Malacca (or Melaka in Malay) is undoubtedly the most interesting city in Malaysia from a historical perspective. While Malaysia dire sites and monuments full of history compared to its South Asian neighbors, Malacca is a cultural oasis with a rich colonial past. Successively colonized by the Portuguese, the Dutch and the English, the city guard these times many buildings of European inspiration and a certain architectural style. There are various things to do and places to visit in Melaka. But the city is also linked with various interesting facts to know.
Malacca was founded by Parameswara, the last king of Singapura who ruled from 1389 to 1398, and then fled after an invasion in 1398.
The Portuguese captured Malacca is 1511 when General Alfonso de Albuquerque sailed from Goa to Malacca with a force of some 1200 men and seventeen or eighteen ships.
Then in 1641, with the help of the Sultan of Johore, the Dutch defeated the Portuguese, and then ruled Malacca from 1641 to 1798.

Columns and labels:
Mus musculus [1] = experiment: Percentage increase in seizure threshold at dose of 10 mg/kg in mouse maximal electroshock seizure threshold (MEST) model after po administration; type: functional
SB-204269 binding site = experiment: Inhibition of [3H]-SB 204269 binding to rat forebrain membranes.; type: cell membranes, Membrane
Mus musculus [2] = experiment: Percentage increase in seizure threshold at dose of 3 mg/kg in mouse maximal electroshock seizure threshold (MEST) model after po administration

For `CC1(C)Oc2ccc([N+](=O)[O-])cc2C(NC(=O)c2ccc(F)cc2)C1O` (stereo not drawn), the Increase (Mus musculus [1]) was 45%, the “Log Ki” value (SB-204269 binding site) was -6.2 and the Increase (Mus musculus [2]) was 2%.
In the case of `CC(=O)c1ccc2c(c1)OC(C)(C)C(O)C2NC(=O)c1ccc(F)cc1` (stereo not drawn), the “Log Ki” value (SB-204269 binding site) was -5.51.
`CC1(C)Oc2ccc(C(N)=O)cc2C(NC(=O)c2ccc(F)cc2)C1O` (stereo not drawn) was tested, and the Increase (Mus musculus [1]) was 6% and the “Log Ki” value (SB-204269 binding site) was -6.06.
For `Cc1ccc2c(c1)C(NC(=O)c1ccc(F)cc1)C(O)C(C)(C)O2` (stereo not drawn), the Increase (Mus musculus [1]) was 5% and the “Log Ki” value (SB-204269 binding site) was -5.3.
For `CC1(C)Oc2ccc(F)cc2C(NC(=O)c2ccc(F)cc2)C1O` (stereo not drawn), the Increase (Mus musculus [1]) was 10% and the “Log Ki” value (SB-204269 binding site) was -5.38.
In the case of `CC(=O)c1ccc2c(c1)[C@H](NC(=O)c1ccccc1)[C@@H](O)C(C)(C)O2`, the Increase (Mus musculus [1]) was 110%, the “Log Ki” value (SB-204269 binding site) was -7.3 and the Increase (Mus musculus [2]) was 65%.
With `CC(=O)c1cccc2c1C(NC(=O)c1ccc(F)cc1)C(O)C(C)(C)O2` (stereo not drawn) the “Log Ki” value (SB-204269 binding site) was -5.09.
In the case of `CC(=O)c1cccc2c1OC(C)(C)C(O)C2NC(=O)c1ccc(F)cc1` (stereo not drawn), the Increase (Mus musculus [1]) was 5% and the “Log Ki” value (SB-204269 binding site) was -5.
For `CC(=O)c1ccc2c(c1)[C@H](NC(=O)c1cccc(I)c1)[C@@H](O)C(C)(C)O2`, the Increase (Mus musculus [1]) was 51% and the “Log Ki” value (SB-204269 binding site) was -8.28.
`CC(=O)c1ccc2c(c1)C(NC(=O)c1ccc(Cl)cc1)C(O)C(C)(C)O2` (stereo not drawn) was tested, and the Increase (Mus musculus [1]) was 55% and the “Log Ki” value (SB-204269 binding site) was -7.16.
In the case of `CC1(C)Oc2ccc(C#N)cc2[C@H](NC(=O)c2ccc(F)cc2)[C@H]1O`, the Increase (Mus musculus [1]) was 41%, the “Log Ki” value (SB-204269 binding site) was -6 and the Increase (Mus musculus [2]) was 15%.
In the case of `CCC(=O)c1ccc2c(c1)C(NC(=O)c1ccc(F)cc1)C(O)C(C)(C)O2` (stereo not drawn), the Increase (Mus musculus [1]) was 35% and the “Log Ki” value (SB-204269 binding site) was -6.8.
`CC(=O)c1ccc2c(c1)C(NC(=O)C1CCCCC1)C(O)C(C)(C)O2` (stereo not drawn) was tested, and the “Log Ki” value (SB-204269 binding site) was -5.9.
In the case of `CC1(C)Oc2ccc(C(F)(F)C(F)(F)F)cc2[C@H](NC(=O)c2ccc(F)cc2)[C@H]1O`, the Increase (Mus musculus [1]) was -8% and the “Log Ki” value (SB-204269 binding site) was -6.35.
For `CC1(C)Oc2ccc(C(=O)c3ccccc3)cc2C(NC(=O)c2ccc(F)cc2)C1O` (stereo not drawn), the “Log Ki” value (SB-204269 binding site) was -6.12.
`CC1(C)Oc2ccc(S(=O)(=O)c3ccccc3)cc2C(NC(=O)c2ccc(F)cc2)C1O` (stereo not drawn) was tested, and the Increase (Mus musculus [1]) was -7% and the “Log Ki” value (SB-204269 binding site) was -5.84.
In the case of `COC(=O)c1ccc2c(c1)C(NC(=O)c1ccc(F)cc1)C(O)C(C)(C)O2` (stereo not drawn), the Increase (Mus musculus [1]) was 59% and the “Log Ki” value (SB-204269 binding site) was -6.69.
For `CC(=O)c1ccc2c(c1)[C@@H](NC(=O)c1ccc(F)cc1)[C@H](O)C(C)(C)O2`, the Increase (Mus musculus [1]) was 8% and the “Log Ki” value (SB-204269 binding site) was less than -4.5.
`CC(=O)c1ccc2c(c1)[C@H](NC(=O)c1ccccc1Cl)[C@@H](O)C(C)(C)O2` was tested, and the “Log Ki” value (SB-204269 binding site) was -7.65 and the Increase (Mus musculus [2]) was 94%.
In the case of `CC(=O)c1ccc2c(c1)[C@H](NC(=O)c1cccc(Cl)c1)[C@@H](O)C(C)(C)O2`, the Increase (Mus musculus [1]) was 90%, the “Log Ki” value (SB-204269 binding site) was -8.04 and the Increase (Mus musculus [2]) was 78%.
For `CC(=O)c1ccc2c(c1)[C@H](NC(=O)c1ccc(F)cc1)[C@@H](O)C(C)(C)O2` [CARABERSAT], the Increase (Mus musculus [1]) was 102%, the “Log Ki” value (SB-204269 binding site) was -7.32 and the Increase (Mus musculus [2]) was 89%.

The majority religion of Malacca is Muslim (66 percent) with nearly 25 percent Buddhist, 5 percent Hindu, and 3 percent Christian.
St. Peter’s Church, constructed in 1710 under Dutch rule, is the oldest Catholic church in Malaysia. Its bell was delivered from Goa in 1608.
The Malacca Zoo is the second largest zoo in Malaysia with 54 acres and more than 1,200 animals.
The state of Malacca is 642 square miles in size, with a population of 821,110 (as of 2010,) with 63 percent Malays, 25 percent Chinese, 6 percent Indians, and small communities of Kristang (people with partial Portuguese ancestry) and a small community of Eurasians with Dutch ancestry.